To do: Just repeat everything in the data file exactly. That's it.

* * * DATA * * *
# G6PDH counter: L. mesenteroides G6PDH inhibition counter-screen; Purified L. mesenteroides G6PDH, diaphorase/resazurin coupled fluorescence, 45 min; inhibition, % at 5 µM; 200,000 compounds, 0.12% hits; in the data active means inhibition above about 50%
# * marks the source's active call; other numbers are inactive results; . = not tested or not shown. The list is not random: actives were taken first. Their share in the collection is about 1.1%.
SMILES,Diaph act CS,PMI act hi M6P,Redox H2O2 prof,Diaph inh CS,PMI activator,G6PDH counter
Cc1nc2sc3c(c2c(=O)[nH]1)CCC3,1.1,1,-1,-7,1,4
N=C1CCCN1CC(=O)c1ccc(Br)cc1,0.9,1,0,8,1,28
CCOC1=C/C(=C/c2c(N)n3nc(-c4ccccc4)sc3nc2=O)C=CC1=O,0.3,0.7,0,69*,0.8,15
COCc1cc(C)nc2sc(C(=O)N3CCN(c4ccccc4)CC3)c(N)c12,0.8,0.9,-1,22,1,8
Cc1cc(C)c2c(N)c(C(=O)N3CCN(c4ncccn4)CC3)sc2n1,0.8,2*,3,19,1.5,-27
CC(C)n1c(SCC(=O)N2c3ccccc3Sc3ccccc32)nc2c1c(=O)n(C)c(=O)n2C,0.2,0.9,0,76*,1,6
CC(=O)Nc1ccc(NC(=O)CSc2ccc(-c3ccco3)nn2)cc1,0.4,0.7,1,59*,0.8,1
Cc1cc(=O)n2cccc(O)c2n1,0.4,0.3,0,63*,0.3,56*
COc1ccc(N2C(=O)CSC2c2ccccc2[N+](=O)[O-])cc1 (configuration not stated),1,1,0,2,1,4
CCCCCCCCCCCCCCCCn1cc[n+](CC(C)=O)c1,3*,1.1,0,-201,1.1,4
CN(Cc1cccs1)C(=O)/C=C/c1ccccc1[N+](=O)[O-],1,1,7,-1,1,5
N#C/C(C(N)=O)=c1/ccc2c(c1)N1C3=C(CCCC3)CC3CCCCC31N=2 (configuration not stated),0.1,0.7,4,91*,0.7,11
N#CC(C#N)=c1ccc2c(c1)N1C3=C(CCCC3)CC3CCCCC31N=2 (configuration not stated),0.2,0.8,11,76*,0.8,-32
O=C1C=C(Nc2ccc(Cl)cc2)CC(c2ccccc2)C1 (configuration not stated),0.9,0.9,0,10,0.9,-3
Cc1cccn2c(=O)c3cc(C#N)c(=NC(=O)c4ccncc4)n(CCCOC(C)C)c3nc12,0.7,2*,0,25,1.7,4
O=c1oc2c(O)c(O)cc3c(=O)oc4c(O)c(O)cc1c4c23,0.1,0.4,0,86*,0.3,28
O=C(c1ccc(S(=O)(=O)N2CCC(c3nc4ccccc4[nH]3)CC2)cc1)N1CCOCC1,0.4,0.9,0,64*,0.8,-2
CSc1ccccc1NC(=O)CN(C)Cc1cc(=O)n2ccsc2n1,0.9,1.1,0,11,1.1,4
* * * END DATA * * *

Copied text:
# G6PDH counter: L. mesenteroides G6PDH inhibition counter-screen; Purified L. mesenteroides G6PDH, diaphorase/resazurin coupled fluorescence, 45 min; inhibition, % at 5 µM; 200,000 compounds, 0.12% hits; in the data active means inhibition above about 50%
# * marks the source's active call; other numbers are inactive results; . = not tested or not shown. The list is not random: actives were taken first. Their share in the collection is about 1.1%.
SMILES,Diaph act CS,PMI act hi M6P,Redox H2O2 prof,Diaph inh CS,PMI activator,G6PDH counter
Cc1nc2sc3c(c2c(=O)[nH]1)CCC3,1.1,1,-1,-7,1,4
N=C1CCCN1CC(=O)c1ccc(Br)cc1,0.9,1,0,8,1,28
CCOC1=C/C(=C/c2c(N)n3nc(-c4ccccc4)sc3nc2=O)C=CC1=O,0.3,0.7,0,69*,0.8,15
COCc1cc(C)nc2sc(C(=O)N3CCN(c4ccccc4)CC3)c(N)c12,0.8,0.9,-1,22,1,8
Cc1cc(C)c2c(N)c(C(=O)N3CCN(c4ncccn4)CC3)sc2n1,0.8,2*,3,19,1.5,-27
CC(C)n1c(SCC(=O)N2c3ccccc3Sc3ccccc32)nc2c1c(=O)n(C)c(=O)n2C,0.2,0.9,0,76*,1,6
CC(=O)Nc1ccc(NC(=O)CSc2ccc(-c3ccco3)nn2)cc1,0.4,0.7,1,59*,0.8,1
Cc1cc(=O)n2cccc(O)c2n1,0.4,0.3,0,63*,0.3,56*
COc1ccc(N2C(=O)CSC2c2ccccc2[N+](=O)[O-])cc1 (configuration not stated),1,1,0,2,1,4
CCCCCCCCCCCCCCCCn1cc[n+](CC(C)=O)c1,3*,1.1,0,-201,1.1,4
CN(Cc1cccs1)C(=O)/C=C/c1ccccc1[N+](=O)[O-],1,1,7,-1,1,5
N#C/C(C(N)=O)=c1/ccc2c(c1)N1C3=C(CCCC3)CC3CCCCC31N=2 (configuration not stated),0.1,0.7,4,91*,0.7,11
N#CC(C#N)=c1ccc2c(c1)N1C3=C(CCCC3)CC3CCCCC31N=2 (configuration not stated),0.2,0.8,11,76*,0.8,-32
O=C1C=C(Nc2ccc(Cl)cc2)CC(c2ccccc2)C1 (configuration not stated),0.9,0.9,0,10,0.9,-3
Cc1cccn2c(=O)c3cc(C#N)c(=NC(=O)c4ccncc4)n(CCCOC(C)C)c3nc12,0.7,2*,0,25,1.7,4
O=c1oc2c(O)c(O)cc3c(=O)oc4c(O)c(O)cc1c4c23,0.1,0.4,0,86*,0.3,28
O=C(c1ccc(S(=O)(=O)N2CCC(c3nc4ccccc4[nH]3)CC2)cc1)N1CCOCC1,0.4,0.9,0,64*,0.8,-2
CSc1ccccc1NC(=O)CN(C)Cc1cc(=O)n2ccsc2n1,0.9,1.1,0,11,1.1,4